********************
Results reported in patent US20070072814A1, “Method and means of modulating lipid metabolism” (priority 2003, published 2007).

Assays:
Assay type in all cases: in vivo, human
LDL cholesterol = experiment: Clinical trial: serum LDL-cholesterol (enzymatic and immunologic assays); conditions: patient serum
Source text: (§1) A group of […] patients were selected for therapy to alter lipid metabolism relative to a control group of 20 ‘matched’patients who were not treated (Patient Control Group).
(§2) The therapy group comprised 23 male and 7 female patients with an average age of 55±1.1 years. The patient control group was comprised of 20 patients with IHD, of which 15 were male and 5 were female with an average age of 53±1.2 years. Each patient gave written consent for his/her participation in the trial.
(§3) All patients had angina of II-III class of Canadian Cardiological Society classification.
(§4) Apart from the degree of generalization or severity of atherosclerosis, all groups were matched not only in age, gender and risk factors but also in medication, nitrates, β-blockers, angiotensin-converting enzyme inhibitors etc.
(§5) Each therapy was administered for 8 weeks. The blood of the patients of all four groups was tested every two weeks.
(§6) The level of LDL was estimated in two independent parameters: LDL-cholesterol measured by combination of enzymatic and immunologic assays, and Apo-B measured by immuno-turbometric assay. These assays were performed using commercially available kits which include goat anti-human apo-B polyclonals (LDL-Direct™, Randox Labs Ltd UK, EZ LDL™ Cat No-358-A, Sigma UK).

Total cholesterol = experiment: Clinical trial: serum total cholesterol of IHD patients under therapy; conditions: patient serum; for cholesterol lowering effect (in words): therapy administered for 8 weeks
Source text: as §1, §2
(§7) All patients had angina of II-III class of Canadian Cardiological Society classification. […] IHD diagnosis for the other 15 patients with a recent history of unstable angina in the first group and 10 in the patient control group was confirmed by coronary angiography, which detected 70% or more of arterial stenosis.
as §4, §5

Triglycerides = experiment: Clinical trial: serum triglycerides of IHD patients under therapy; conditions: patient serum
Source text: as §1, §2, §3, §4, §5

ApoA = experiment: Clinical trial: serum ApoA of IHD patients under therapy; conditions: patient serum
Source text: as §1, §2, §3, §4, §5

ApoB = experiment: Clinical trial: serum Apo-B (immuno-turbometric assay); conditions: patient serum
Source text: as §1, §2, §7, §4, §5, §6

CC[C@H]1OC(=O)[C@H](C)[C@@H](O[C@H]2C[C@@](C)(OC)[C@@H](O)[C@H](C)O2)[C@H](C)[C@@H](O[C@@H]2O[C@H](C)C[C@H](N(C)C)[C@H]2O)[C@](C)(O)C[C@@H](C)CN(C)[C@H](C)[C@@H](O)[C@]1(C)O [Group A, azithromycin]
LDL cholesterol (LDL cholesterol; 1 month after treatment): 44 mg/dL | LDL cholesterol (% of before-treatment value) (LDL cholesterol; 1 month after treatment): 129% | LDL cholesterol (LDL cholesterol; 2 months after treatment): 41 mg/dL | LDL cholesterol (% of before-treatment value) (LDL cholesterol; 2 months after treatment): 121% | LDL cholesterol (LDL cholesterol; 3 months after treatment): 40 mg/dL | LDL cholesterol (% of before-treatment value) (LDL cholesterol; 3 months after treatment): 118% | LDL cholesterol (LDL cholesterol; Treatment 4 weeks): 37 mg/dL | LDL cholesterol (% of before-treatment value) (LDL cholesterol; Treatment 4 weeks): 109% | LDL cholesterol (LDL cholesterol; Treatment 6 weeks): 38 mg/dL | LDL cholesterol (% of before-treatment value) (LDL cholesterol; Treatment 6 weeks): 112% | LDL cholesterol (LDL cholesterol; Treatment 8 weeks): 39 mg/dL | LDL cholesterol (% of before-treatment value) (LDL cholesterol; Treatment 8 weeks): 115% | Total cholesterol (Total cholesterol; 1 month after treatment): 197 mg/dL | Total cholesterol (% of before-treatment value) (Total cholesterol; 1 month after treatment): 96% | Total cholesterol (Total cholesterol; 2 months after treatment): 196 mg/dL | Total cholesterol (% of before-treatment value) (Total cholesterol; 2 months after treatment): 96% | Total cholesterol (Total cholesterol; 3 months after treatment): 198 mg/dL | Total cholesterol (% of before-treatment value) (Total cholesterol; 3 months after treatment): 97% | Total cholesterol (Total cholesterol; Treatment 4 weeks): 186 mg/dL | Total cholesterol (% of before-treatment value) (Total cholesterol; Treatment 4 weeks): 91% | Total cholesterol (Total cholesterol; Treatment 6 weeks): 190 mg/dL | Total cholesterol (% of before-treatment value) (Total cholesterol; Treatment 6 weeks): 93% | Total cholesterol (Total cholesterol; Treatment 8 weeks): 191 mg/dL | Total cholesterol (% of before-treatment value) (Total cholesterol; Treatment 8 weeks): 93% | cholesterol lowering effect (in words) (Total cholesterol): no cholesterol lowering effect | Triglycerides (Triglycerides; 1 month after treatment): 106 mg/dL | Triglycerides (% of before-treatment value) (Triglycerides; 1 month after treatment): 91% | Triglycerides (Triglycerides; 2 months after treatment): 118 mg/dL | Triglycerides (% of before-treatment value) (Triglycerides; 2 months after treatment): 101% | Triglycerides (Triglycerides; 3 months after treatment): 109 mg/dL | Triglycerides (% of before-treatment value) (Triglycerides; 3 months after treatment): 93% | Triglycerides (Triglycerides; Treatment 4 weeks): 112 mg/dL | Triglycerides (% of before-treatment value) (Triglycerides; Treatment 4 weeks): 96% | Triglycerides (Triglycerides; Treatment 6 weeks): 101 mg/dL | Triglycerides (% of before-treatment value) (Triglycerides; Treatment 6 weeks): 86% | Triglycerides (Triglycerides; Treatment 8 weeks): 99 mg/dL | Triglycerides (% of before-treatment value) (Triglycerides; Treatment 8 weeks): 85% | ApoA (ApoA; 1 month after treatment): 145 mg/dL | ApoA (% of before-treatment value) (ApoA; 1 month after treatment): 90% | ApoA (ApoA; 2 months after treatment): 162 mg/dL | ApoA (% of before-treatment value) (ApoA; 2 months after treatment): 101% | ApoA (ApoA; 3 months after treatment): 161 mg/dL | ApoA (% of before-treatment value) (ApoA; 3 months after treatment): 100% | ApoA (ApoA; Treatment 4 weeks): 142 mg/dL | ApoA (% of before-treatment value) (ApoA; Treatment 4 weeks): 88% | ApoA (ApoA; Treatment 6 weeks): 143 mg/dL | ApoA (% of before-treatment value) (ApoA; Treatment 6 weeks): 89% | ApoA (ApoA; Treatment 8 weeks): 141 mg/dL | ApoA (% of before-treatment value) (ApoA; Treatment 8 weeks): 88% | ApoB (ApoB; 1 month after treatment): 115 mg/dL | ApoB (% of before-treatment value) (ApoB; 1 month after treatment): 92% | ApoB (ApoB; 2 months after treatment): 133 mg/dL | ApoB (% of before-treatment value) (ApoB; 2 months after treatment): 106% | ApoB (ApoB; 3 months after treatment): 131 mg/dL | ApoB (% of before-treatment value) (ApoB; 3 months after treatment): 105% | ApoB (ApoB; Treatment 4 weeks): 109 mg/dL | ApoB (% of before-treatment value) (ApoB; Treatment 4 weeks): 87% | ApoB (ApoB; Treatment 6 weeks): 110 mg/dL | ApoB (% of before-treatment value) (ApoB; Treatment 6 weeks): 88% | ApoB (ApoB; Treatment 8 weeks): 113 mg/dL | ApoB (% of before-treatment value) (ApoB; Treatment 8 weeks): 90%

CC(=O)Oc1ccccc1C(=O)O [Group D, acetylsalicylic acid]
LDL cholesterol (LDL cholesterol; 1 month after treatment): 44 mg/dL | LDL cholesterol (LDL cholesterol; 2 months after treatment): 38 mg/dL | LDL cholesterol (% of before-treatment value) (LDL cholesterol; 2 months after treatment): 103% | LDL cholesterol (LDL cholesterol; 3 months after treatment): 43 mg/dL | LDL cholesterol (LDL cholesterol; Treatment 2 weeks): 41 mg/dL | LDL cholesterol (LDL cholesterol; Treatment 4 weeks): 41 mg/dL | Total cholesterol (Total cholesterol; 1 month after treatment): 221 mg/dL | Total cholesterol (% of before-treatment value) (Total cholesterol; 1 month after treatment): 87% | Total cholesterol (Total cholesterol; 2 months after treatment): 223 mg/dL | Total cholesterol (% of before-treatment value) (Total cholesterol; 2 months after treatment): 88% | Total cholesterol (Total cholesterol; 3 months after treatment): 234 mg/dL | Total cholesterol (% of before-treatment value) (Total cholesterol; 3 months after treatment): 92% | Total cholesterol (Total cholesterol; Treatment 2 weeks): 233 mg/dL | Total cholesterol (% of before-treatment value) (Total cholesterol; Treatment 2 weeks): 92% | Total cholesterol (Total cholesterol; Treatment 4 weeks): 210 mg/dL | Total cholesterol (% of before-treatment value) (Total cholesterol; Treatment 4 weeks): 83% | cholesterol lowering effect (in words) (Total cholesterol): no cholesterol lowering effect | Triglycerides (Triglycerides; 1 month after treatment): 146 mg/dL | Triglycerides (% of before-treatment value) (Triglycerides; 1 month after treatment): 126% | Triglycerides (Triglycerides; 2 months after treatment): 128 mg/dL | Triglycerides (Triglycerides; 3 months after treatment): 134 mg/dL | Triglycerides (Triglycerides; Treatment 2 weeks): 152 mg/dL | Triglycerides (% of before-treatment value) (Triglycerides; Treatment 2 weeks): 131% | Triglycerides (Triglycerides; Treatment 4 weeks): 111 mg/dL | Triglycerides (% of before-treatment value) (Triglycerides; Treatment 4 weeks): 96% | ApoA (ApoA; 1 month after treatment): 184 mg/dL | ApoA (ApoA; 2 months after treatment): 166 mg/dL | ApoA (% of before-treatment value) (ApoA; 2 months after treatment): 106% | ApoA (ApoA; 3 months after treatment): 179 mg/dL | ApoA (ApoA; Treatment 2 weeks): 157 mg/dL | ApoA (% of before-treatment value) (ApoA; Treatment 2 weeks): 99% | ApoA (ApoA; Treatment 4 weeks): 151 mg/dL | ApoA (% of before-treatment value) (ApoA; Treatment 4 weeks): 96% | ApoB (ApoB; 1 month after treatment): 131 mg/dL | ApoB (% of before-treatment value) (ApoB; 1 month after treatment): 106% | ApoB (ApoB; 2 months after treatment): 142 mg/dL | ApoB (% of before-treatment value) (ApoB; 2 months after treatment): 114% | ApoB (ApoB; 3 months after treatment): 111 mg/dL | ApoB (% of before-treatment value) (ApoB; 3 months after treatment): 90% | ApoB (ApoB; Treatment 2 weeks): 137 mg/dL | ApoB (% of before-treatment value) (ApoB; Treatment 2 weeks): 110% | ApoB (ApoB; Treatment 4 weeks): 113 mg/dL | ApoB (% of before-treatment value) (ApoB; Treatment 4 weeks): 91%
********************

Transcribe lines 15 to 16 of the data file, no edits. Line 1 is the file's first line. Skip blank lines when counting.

Triglycerides = experiment: Clinical trial: serum triglycerides of IHD patients under therapy; conditions: patient serum
Source text: as §1, §2, §3, §4, §5